Sadly, it is not a common practice to treat mistakes as opportunities for learning. They are often a source of conflict, and as such we can respond to that conflict in the 3 different ways described on various pages on this site:
This page was written for the Principle Focus section of Newsletter 3
For previous Newsletters Click here.
1. We can treat it as a problem to be avoided or ignored.
2. We can treat it as a competition, something to defend and justify or to attack others over.
3. We can treat it as an opportunity for learning, connection insight.
1. Mistakes as something to be ignored or 'covered up'.
When someone makes a mistake and they feel ashamed of it, or that they will be condemned for it, or that some threat is posed to them as a result of their mistake, they may choose to pretend it hasn't happened. They may try to ignore its consequences and hope that they are not noticed by anyone else.
When this happens it is likely that the mistake will happen again as there has been no attempt to try to learn how the mistake occurred or how it could be prevented in the future.
This is more likely to occur in an environment where it is not ok to make mistakes or where the predominant ethos is the next approach.
2. Mistakes as something to be condemned for or to be defended against or justified
In this kind of situation, mistakes are seen as a weakness or failure, an incompetence or lack of ability. The mistake is 'proof' of these and a battle often ensues that can involve either trying to show that we were not responsible for the mistake and it was unavoidable due to the actions of others ("passing the buck"), or arguing that the mistake was not actually a mistake and that in fact it was the correct thing to do.
This is often the reaction of large organisations such as the National Health Service,(See an example of this on the no-blame approach page) The Police, The Government and other national bodies in particular as they are subject to such condemnation for mistakes by, for example, the national press, that it is too daunting a consequence to acknowledge the mistake and treat mistakes as opportunities for learning.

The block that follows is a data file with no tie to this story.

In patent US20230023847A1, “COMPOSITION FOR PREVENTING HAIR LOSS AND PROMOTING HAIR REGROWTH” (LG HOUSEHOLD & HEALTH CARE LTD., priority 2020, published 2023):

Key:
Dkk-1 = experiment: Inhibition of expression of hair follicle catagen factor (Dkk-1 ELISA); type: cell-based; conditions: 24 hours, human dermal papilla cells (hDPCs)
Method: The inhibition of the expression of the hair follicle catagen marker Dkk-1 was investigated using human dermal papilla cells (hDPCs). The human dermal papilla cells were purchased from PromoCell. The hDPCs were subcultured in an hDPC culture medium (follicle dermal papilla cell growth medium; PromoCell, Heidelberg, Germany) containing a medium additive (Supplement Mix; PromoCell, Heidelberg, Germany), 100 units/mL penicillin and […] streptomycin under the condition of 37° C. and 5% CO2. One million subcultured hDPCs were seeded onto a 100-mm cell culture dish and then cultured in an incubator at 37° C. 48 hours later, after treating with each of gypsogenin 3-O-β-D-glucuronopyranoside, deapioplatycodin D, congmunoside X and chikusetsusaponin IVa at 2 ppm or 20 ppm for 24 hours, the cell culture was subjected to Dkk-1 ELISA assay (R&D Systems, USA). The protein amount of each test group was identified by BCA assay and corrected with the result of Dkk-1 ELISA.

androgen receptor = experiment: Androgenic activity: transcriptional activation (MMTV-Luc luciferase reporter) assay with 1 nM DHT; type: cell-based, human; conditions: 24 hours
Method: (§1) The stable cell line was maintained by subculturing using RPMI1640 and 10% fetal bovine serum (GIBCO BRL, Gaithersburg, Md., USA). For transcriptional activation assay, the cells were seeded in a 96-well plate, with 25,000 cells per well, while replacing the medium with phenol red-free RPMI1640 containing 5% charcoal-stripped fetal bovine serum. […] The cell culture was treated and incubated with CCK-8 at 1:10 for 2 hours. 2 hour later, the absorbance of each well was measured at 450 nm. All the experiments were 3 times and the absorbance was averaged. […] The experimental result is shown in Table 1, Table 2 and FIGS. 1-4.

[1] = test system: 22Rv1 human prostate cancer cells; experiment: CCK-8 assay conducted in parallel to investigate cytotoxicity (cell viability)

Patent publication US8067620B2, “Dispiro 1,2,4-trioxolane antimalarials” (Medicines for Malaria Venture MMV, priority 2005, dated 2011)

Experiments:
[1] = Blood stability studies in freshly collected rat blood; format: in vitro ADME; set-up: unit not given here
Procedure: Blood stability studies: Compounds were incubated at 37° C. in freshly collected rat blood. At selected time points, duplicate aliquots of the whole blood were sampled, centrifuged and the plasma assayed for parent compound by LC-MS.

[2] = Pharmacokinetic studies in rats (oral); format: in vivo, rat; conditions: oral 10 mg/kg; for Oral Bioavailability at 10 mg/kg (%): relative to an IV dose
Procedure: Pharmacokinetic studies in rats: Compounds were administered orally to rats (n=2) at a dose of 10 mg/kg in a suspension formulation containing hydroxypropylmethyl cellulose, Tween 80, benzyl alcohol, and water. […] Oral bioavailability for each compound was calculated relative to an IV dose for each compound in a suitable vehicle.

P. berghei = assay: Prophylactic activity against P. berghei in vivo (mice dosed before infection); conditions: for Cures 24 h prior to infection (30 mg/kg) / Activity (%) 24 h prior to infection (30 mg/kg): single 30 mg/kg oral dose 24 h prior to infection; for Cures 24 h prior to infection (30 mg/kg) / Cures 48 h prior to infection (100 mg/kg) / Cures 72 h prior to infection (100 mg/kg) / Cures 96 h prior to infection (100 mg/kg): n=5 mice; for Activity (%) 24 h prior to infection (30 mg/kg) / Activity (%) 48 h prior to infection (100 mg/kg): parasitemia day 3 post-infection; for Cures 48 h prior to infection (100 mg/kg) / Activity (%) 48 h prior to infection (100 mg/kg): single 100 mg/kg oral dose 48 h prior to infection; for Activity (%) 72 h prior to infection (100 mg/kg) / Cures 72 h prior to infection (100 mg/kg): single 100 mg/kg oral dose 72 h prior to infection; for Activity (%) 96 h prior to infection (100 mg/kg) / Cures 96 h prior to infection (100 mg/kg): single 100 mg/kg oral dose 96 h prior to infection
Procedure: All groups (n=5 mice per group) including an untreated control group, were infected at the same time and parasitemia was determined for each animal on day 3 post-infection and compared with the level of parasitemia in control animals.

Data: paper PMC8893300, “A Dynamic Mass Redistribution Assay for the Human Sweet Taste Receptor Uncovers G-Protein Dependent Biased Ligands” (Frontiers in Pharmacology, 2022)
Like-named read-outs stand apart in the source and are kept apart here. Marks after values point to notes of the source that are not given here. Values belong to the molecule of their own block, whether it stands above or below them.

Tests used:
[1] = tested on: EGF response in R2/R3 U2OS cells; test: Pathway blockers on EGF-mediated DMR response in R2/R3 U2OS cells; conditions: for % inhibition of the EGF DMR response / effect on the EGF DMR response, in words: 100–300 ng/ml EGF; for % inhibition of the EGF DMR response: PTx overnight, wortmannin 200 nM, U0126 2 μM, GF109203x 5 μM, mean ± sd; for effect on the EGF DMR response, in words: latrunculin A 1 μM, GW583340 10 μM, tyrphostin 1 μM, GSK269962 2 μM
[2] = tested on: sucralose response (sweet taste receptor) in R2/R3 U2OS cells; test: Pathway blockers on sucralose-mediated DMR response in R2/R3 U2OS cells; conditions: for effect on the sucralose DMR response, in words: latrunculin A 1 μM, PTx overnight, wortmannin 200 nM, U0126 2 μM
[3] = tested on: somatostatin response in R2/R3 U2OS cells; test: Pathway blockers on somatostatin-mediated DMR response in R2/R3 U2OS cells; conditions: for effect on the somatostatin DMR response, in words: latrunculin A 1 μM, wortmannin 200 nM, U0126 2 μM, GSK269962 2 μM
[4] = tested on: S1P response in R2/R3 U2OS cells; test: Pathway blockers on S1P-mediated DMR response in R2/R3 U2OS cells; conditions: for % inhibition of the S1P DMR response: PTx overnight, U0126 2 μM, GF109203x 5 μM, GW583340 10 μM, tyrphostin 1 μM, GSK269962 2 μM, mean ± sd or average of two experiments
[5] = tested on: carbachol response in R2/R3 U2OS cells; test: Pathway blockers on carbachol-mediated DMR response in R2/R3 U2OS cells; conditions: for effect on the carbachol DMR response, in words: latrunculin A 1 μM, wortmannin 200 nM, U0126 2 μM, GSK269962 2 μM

And within the mayhem that ensues the other consequence of this, that of 'passing the buck', becomes the main game. There is not a practice of challenging the behaviour not the person, the focus is, instead on 'who did it', rather than what went wrong and what we can learn from it.
And it is also common on a more individual scale amongst us in the workplace, in our families and in our relationships with partners, to react in this competitive and condemnatory way.
And the competition and condemnation approach to mistakes induces the first approach of trying to ignore it or to cover it up. It can be too frightening to respond any other way.
And, of course, both are ineffective ways of responding to the conflict that arises from a mistake being made. The focus is on blame rather than on learning and so resolution and change does not occur.
3. Mistakes as Opportunities for learning, connection and insight
One of the greatest challenges in mediating a neighbour dispute (or any dispute in fact) is in creating a safe enough environment for those in dispute to acknowledge that their actions could have been different. That they could have made a mistake.
Rather than feel they have to justify their shouting at their neighbour or using threatening language because of the 'outrageousness' of their neighbour's 'loud music' or 'selfish parking' or 'deliberately unkempt overhanging tree', they can start to acknowledge that it may have been better to speak rather than shout, or request rather than order, or go round when they were less angry rather than when they were like a kettle about to boil.
This is a particular challenge when they have invested so much time and effort and emotional strain into proving their neighbour to be 'in the wrong'. Any question of their actions being 'mistakes' is potentially too much of a loss of face as they fear the condemnation that could ensue if they acknowledge their mistake.
This is why confidentiality and impartiality are SO important in mediation.
The understanding that they can say anything and it will not be shared outside the meeting, and the experience of not being judged maximises the possibilities that they can feel safe enough to acknowledge this.
Once the mistake can be acknowledged it immediately becomes an opportunity for learning, connection and insight.
The party can learn a different way of responding, ideally one created by themselves and their neighbour together. The acknowledgement can be like a 'melting' of the solid wall that characterises the dispute and an enormous opportunity for connection can occur as the wall crumbles.
Insights can then be gained into how the different behaviours by both parties affected the other and a willingness to empathise takes the place of the justification and attack.
How often are you able to treat mistakes as opportunities?
If 'not often enough' is your answer, what can you do to change that?
See below an amazing Video from Brene Brown about Shame.
Shame = 'I AM a Mistake' in her interpretation of it.
Perhaps if we see could see mistakes as opportunities we could find an alternative to shame.
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If you like the approach described on this site that supports the resolution of conflict and promotes effective, mindful communication, you may want to visit Alan's organisation website at CAOS Conflict Management.
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